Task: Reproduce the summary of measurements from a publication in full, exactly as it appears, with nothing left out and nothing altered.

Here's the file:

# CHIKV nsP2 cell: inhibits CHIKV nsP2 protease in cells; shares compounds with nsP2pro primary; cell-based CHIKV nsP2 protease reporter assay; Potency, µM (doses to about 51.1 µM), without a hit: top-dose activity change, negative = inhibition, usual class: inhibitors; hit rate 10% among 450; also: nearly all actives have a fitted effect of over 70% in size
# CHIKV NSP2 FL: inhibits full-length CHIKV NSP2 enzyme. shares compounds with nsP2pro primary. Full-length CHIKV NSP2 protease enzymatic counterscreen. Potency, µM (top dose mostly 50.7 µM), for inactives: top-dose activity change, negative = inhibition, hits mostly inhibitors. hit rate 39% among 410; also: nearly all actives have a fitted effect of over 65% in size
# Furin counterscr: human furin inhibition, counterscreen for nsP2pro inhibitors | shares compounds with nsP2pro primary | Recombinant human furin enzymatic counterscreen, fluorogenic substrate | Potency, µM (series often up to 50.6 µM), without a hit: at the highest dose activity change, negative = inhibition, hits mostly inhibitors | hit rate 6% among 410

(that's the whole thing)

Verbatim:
# CHIKV nsP2 cell: inhibits CHIKV nsP2 protease in cells; shares compounds with nsP2pro primary; cell-based CHIKV nsP2 protease reporter assay; Potency, µM (doses to about 51.1 µM), without a hit: top-dose activity change, negative = inhibition, usual class: inhibitors; hit rate 10% among 450; also: nearly all actives have a fitted effect of over 70% in size
# CHIKV NSP2 FL: inhibits full-length CHIKV NSP2 enzyme. shares compounds with nsP2pro primary. Full-length CHIKV NSP2 protease enzymatic counterscreen. Potency, µM (top dose mostly 50.7 µM), for inactives: top-dose activity change, negative = inhibition, hits mostly inhibitors. hit rate 39% among 410; also: nearly all actives have a fitted effect of over 65% in size
# Furin counterscr: human furin inhibition, counterscreen for nsP2pro inhibitors | shares compounds with nsP2pro primary | Recombinant human furin enzymatic counterscreen, fluorogenic substrate | Potency, µM (series often up to 50.6 µM), without a hit: at the highest dose activity change, negative = inhibition, hits mostly inhibitors | hit rate 6% among 410